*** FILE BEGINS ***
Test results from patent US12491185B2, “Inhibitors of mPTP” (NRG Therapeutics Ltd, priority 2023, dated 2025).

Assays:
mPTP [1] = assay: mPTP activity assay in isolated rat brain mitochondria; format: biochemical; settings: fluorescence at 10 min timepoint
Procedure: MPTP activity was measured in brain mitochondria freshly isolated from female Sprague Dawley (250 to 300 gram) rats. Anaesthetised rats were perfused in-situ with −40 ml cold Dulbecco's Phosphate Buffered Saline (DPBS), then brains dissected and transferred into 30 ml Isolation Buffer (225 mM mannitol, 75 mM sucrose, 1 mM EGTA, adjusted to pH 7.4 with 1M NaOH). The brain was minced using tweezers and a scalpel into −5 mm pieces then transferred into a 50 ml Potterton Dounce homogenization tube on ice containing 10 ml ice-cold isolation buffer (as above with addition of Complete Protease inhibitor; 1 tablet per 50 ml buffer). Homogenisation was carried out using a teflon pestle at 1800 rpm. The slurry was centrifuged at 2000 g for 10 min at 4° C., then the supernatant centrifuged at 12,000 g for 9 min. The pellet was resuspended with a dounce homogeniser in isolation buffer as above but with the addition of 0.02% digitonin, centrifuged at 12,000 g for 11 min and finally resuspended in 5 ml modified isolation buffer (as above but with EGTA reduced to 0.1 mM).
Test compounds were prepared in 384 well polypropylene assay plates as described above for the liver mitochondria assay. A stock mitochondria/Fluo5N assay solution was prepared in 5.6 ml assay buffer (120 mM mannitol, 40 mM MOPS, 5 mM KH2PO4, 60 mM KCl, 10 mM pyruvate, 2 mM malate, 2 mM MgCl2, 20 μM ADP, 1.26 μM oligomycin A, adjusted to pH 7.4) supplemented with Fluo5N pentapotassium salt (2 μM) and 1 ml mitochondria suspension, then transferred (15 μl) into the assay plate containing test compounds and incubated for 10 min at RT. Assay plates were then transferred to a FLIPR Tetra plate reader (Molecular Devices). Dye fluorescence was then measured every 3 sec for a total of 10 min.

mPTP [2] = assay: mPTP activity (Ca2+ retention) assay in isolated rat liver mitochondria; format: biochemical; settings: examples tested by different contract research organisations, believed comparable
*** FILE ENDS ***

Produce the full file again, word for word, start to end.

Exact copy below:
Test results from patent US12491185B2, “Inhibitors of mPTP” (NRG Therapeutics Ltd, priority 2023, dated 2025).

Assays:
mPTP [1] = assay: mPTP activity assay in isolated rat brain mitochondria; format: biochemical; settings: fluorescence at 10 min timepoint
Procedure: MPTP activity was measured in brain mitochondria freshly isolated from female Sprague Dawley (250 to 300 gram) rats. Anaesthetised rats were perfused in-situ with −40 ml cold Dulbecco's Phosphate Buffered Saline (DPBS), then brains dissected and transferred into 30 ml Isolation Buffer (225 mM mannitol, 75 mM sucrose, 1 mM EGTA, adjusted to pH 7.4 with 1M NaOH). The brain was minced using tweezers and a scalpel into −5 mm pieces then transferred into a 50 ml Potterton Dounce homogenization tube on ice containing 10 ml ice-cold isolation buffer (as above with addition of Complete Protease inhibitor; 1 tablet per 50 ml buffer). Homogenisation was carried out using a teflon pestle at 1800 rpm. The slurry was centrifuged at 2000 g for 10 min at 4° C., then the supernatant centrifuged at 12,000 g for 9 min. The pellet was resuspended with a dounce homogeniser in isolation buffer as above but with the addition of 0.02% digitonin, centrifuged at 12,000 g for 11 min and finally resuspended in 5 ml modified isolation buffer (as above but with EGTA reduced to 0.1 mM).
Test compounds were prepared in 384 well polypropylene assay plates as described above for the liver mitochondria assay. A stock mitochondria/Fluo5N assay solution was prepared in 5.6 ml assay buffer (120 mM mannitol, 40 mM MOPS, 5 mM KH2PO4, 60 mM KCl, 10 mM pyruvate, 2 mM malate, 2 mM MgCl2, 20 μM ADP, 1.26 μM oligomycin A, adjusted to pH 7.4) supplemented with Fluo5N pentapotassium salt (2 μM) and 1 ml mitochondria suspension, then transferred (15 μl) into the assay plate containing test compounds and incubated for 10 min at RT. Assay plates were then transferred to a FLIPR Tetra plate reader (Molecular Devices). Dye fluorescence was then measured every 3 sec for a total of 10 min.

mPTP [2] = assay: mPTP activity (Ca2+ retention) assay in isolated rat liver mitochondria; format: biochemical; settings: examples tested by different contract research organisations, believed comparable